JPS Luncheon: T. Kevin Swift, “The Economic State of the Chemical Industry: A Long-Term View”
T. Kevin Swift
For the past 22 years T. Kevin Swift has produced for the chemical industry an annual economic report and a forecast of the U.S. and global chemical industry. Swift monitors business conditions and identifies emerging trends for the domestic and global chemical sector. He also disseminates the economic and societal contributions of the business of chemistry and general information about the industry to American Chemistry Council member companies, the media, Wall Street analysts, the academic community, and the general public.
On January 10th, 2013, Swift presented “The Economic State of the Chemical Industry: A Long-Term View” during this installment of the Joseph Priestley Society (JPS) lecture series.
About the Keynote
At the American Chemistry Council, Kevin Swift is responsible for economic and other analyses dealing with markets, raw materials, trade, tax, energy, and competition and innovation. In his remarks he examined the long-term growth of the U.S. chemical industry since the 19th century and that of the global chemical industry since World War II. He discussed major themes of investment and technology, as well as trends in growth, trade, and energy use. Swift also touched on how the chemical industry benefits modern society and our economy, followed by an analysis of the forces moving the chemical industry and the likely outlook.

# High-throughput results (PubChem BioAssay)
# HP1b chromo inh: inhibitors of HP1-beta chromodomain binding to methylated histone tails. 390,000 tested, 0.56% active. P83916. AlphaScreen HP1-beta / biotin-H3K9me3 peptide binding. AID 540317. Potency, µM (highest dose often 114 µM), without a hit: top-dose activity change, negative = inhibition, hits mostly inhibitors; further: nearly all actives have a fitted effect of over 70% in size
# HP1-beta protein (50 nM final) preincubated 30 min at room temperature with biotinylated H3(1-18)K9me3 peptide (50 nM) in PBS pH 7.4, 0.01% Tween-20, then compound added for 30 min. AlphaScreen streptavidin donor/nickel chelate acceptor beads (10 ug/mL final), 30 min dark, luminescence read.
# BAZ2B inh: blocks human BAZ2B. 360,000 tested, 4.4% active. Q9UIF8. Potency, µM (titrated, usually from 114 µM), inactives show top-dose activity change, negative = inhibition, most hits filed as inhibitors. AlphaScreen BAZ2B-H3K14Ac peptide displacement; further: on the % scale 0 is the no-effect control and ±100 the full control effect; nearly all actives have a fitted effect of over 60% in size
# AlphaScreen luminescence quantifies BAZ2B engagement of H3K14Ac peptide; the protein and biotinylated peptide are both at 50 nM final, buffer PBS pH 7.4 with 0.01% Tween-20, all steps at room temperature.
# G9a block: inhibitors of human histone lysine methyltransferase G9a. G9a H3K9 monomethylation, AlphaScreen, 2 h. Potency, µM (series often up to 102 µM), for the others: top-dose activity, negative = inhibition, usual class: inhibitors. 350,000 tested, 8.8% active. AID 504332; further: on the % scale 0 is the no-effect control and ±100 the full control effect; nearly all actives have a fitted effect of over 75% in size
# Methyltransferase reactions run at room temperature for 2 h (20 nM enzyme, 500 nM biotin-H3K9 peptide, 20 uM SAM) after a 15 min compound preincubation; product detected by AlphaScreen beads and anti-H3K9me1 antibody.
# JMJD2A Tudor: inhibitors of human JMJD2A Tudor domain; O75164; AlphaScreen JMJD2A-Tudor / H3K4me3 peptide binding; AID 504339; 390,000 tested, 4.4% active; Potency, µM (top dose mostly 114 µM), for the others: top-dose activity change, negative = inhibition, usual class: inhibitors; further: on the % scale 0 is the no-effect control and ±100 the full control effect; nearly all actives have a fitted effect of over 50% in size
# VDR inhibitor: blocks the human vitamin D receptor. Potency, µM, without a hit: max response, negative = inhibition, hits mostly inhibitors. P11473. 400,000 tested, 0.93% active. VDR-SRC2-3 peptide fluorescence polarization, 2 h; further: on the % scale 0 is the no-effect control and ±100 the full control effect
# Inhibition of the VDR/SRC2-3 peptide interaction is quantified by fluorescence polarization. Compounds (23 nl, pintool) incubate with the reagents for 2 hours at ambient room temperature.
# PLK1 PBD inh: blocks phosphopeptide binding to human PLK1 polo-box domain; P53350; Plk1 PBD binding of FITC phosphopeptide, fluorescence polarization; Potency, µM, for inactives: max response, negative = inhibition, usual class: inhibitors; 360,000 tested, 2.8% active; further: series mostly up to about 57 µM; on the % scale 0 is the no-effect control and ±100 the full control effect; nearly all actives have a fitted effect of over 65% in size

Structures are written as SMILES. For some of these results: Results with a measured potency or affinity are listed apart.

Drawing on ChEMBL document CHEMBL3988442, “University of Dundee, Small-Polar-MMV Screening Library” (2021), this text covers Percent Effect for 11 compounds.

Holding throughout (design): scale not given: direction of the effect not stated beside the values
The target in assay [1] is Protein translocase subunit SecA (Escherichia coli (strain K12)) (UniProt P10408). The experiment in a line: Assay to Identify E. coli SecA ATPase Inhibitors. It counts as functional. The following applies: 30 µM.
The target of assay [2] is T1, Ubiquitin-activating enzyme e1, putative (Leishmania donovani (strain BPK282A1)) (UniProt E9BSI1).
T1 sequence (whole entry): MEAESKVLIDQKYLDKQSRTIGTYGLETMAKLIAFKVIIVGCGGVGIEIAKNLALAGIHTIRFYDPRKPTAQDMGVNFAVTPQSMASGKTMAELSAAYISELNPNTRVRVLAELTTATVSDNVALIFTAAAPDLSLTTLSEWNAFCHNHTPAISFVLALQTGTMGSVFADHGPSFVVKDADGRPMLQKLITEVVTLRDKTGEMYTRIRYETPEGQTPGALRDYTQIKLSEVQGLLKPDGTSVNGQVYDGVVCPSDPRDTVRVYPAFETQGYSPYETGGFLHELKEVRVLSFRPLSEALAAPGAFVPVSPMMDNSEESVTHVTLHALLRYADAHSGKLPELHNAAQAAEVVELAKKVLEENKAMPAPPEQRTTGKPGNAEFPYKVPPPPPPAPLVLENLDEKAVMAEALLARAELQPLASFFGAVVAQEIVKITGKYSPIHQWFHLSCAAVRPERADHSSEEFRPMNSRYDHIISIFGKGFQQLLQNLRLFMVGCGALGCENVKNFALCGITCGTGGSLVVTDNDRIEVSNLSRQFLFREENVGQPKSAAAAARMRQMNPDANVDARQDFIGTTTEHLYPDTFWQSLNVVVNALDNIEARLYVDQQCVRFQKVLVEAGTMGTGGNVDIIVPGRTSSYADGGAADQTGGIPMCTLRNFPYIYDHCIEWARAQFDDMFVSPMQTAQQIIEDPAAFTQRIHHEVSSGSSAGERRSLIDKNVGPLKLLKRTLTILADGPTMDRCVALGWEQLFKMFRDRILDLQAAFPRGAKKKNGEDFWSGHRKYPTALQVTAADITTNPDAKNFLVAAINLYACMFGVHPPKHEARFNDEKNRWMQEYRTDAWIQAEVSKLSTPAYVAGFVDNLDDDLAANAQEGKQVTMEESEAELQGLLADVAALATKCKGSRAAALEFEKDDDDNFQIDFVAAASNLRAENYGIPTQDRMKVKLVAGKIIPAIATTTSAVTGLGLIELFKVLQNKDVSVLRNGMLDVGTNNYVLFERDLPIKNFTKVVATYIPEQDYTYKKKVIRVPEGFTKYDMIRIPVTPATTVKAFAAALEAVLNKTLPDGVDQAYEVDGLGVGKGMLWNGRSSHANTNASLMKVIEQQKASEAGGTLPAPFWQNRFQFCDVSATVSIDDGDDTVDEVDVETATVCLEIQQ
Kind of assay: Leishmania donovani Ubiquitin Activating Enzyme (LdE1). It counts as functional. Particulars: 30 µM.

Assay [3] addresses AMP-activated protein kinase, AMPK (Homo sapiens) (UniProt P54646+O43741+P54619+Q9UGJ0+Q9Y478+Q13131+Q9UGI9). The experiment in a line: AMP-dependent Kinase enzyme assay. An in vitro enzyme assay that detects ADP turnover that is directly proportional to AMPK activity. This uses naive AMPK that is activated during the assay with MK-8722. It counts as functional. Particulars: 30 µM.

About the Speaker
T. Kevin Swift was born in Buffalo, New York, and from an early age was fascinated by industry. He started his career at Dow Chemical and before joining the American Chemistry Council held executive and senior-level positions at several business research companies.
Swift has completed the Tax Analysis and Revenue Forecasting Program and other studies at Harvard University as well as studies at the University of Oxford. He is an adjunct professor of business economics for the M.B.A. program at the University of Mary Washington. He is a member of the National Association for Business Economics (NABE) and of NABE’s panel of 40 professional forecasters, and recently served on the NABE board of directors. Swift also serves as a member of the Harvard Discussion Group of Industrial Economists and participates in the Philadelphia Federal Reserve Bank’s forecasters’ survey. Swift is a member of the Association of Christian Economists, the National Economists Club, the Strategic and Competitive Intelligence Professionals, and the United States Association for Energy Economics.
He has earned degrees from Ashland College, Case Western Reserve University, and Anglia Polytechnic University in Chelmsford, U.K.